3. All that, just to escape the mesmorizations of the “Great American Corporate and Capitalist Propaganda Whore’s” and their “Sales pitch bull Shiite”, and to find a reality every Canadian boy knows instinctively to be true. The frozen North-land a harsh teacher – never lick metal, keep your mitts dry, never work up a sweat on a cold day, and wax your moccasins daily or lose them to rot, oil the snowshoe harnesses every time you use them, to keep them soft and supple, guard the snowshoe mesh, your life may depend on it, keep your ammo dry, compasses know best, matches used properly can summon help, save lives, need to be dry, blow out easy, check your snare-lines before the fox does, or no supper for you, and much much more. Poor city kids, a whole other set of lessons taught by the True Cold north and Free – most keep gullibility at bay and encourage very straight clear thinking, judgement. The Socialist notion of communal strength, bred right into our souls, we share without hesitation, stand by our brothers, never kill without eating the victim, all of him, wasting nothing, giving thanks to the Great Spirit, and the animal, for its sustenance, we walk tall, say little, be heard when needed, and defend our brothers, our families to the death, always. The following wisdom not valid now, on the cusp of economic collapse, but will be understood well even by the most mesmerized:
    An elderly Cherokee Native American was teaching his grandchildren about life…. He said to them, “A fight is going on inside me, it is a terrible fight and it is between two wolves. One wolf is evil—he is fear, anger, envy, sorrow, regret, greed, arrogance, self-pity, guilt, resentment, inferiority, lies, false pride, competition, superiority, and ego. The other is good—he is joy, peace, love, hope, sharing, serenity, humility, kindness, benevolence, friendship, empathy, generosity, truth, compassion and faith. This same fight is going on inside you, and inside every other person, too.”
    They thought about it for a minute, and then one child asked his grandfather, “Which wolf will win, Grandfather?”
    The Elder simply replied, “The one you feed.”
    To today’s mesmerized American mind, this has no meaning at all. That alone is cause enough for despair.

    • Thank you for the good, wise words Uncle. I always wanted to reconnect to the ancestors after some severed generations. We came from the Cherokee that walked the Trail. You sound like you are in the north lands. I hitch-hiked into northern British Columbia a couple summers after the above story happened, in the late 70′s. Went as far as Dease Lake, walked in there at night and laid my bag on the ground. The big Grizzly that came in never touched me, just circled and yelled, snapping big limbs. The bear was really big and circled me all night. I didn’t move, or breath. The bear taught me something about power, and didn’t take my peanut butter that was next to me. When morning came and I was alive, I went back to the beach for awhile.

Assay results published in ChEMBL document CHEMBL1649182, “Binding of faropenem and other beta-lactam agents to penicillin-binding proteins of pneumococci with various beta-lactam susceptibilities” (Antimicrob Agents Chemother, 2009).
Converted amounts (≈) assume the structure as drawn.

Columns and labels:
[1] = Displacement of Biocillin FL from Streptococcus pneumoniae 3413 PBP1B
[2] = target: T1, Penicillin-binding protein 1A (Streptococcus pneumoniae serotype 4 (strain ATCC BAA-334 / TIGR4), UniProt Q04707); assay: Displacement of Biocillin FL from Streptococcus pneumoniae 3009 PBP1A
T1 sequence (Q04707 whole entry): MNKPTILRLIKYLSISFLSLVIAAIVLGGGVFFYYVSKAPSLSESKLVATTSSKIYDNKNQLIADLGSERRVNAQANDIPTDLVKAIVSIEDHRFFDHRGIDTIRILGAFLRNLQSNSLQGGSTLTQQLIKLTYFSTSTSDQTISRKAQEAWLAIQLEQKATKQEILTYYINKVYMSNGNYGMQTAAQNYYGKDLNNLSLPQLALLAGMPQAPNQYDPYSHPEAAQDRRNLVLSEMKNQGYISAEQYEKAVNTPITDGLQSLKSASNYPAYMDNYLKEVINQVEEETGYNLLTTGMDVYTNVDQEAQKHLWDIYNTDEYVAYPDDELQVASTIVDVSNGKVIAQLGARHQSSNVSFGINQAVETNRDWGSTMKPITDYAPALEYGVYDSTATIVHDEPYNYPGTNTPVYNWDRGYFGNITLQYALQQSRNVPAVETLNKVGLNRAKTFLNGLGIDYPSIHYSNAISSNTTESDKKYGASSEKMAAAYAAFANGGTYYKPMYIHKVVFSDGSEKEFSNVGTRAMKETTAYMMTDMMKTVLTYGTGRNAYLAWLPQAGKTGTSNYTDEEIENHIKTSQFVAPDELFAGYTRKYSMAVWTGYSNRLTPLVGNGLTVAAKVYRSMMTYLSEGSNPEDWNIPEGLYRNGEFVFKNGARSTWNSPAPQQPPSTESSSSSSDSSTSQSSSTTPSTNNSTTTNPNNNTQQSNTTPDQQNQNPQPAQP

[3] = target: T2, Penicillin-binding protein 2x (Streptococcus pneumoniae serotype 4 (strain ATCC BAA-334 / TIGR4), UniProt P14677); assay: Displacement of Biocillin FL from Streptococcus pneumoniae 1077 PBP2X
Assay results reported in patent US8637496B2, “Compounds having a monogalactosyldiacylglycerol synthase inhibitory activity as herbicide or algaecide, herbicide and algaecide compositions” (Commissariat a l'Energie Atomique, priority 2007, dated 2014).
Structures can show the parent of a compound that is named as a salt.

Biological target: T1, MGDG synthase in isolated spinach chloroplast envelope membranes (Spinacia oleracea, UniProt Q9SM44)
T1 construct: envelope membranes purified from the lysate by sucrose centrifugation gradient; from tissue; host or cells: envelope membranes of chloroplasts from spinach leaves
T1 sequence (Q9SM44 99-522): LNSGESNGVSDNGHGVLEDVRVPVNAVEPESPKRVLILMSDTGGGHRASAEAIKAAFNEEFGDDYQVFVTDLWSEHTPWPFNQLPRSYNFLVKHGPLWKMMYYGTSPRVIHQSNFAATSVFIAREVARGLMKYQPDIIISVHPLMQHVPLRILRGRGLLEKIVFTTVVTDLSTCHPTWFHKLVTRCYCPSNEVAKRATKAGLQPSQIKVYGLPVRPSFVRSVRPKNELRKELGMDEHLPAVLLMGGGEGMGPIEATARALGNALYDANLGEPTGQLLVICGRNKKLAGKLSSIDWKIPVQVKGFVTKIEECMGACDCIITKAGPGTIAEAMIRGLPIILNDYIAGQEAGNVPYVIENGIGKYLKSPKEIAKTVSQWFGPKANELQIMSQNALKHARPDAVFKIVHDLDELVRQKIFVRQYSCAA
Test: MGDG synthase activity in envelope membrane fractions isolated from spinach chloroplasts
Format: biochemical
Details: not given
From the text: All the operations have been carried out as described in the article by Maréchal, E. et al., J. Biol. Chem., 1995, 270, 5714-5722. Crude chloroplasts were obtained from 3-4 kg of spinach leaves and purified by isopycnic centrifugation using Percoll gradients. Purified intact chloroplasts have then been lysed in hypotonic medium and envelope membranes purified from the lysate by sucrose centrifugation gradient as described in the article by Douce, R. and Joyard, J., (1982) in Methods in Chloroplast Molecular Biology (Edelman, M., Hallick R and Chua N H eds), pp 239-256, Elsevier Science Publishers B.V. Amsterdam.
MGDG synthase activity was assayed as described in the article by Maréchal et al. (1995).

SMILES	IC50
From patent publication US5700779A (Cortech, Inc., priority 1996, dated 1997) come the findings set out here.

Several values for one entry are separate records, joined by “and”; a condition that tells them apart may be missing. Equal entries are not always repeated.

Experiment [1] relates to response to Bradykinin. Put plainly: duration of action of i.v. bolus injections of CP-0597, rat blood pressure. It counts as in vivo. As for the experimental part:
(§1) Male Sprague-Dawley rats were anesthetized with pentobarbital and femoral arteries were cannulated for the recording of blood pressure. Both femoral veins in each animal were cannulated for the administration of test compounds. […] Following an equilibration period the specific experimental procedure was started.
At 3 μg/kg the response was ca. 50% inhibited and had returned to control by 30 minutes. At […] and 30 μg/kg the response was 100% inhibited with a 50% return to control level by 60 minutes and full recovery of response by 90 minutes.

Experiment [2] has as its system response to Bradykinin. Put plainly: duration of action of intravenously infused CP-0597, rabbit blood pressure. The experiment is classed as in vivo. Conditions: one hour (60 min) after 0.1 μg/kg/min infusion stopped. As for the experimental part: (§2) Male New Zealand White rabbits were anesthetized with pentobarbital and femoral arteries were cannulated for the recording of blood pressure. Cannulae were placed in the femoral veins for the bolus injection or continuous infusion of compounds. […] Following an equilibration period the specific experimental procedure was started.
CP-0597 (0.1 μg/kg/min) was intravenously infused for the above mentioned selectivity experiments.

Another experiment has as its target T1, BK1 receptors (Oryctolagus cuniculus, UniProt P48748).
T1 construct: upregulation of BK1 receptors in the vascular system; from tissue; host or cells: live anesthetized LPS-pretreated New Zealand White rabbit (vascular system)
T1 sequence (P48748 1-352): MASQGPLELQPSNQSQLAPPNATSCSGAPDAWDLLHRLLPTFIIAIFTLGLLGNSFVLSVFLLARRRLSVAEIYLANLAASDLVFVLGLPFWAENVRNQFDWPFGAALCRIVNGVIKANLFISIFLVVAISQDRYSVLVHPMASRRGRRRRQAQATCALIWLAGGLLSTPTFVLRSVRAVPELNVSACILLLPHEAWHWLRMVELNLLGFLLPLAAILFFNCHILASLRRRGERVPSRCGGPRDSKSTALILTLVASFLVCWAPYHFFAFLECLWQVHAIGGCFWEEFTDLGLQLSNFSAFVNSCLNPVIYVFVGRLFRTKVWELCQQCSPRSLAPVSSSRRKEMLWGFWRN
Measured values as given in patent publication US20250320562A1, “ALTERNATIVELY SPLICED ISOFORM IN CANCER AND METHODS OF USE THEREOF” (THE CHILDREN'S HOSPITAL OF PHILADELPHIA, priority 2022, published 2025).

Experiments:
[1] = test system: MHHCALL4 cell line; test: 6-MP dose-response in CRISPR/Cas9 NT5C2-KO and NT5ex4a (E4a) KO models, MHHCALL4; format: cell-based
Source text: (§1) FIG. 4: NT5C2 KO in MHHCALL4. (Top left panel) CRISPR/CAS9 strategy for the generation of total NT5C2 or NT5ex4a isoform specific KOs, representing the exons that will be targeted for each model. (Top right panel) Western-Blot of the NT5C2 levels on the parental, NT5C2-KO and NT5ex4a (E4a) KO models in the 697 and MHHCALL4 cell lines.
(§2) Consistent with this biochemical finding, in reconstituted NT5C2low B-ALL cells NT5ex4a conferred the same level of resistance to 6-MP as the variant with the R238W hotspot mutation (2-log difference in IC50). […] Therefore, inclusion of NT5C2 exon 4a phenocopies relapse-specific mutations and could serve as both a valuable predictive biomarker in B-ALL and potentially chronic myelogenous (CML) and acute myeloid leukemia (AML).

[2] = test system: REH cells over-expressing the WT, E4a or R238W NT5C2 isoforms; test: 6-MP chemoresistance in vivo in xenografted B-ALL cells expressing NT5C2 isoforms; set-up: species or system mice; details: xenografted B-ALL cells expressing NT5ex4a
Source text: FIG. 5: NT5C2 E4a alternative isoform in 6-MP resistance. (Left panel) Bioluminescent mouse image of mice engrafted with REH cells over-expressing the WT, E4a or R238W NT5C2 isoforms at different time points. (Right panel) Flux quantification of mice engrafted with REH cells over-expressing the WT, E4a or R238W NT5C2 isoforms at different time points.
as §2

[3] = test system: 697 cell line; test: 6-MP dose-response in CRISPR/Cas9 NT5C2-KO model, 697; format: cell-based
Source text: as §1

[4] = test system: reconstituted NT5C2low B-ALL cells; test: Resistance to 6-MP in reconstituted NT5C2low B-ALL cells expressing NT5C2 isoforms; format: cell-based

4. Michael, a great account of coming of age as a man; written so atmospherically too. It looks like those “pearly” mushrooms gifted you with the beginning of an awakening to your true self. Our western culture squanders and abuses these sacred gifts from the earth to get high, trashed, or ‘have a good time.’ There is little introspection and it’s a messy kind of life to live. While the ancestors knew to treat these gems with respect, as a sacred portal to glimpse the larger and deeper meanings of the Great Mystery and our role in it. I’m glad you found some answers out there, and I can only imagine how hard it was for you as a young boy to take those intimidating steps to becoming a “man” with no role models or community as you did. But, here you are defining it and co-creating it as you move forward through your life. Righteous indeed!

  5. What an awesome trip. That is an area I have always wanted to go to. The top of the world can really make you think about what is important.

Trackbacks

  1. [...] a ‘real man’ must be.” On a heady note, we particularly enjoyed the piece, “The First Step I Took as a Man” about one man’s mushroom trip while traveling by canoe around India and Nepal. [...]